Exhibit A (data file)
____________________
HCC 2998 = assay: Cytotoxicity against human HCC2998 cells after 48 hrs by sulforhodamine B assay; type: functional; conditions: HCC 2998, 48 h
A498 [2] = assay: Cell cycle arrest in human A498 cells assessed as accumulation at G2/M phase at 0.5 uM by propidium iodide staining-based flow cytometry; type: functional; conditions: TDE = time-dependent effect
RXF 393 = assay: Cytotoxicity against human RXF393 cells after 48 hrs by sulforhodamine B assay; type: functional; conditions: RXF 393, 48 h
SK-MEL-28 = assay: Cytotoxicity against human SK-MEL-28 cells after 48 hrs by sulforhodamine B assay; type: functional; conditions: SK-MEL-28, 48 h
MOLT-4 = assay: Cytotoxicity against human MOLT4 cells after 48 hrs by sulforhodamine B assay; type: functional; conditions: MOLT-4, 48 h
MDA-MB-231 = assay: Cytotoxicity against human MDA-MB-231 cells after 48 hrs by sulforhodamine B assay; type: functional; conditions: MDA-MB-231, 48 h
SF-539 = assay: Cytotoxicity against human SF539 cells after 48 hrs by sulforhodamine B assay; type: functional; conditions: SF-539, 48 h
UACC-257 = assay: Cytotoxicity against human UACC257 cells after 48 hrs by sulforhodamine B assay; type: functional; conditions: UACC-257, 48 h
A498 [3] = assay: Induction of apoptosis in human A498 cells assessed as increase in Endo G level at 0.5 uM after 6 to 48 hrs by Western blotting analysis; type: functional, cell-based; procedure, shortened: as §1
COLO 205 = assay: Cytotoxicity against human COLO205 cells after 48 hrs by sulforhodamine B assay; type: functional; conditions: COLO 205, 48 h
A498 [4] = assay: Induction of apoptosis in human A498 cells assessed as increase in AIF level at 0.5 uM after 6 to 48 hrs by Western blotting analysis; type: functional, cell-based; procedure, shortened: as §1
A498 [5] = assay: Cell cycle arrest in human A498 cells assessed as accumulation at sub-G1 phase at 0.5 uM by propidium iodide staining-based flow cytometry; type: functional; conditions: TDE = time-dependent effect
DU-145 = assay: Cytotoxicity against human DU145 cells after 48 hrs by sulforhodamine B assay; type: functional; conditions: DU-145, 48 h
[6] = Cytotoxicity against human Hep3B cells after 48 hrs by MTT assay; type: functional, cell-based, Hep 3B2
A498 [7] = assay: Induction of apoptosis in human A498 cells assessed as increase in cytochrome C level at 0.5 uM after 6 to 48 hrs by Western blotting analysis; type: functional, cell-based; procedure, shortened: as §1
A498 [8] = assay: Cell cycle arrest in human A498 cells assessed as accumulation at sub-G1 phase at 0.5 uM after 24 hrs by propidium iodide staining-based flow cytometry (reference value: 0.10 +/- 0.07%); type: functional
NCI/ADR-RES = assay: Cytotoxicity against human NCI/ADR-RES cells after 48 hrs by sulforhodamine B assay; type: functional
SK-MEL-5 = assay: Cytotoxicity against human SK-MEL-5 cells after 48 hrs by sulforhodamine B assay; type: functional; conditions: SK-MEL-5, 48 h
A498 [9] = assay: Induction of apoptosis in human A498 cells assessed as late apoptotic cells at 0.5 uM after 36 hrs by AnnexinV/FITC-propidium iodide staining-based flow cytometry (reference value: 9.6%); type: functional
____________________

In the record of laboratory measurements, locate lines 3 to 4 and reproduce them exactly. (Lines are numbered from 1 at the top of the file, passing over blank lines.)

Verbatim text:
RXF 393 = assay: Cytotoxicity against human RXF393 cells after 48 hrs by sulforhodamine B assay; type: functional; conditions: RXF 393, 48 h
SK-MEL-28 = assay: Cytotoxicity against human SK-MEL-28 cells after 48 hrs by sulforhodamine B assay; type: functional; conditions: SK-MEL-28, 48 h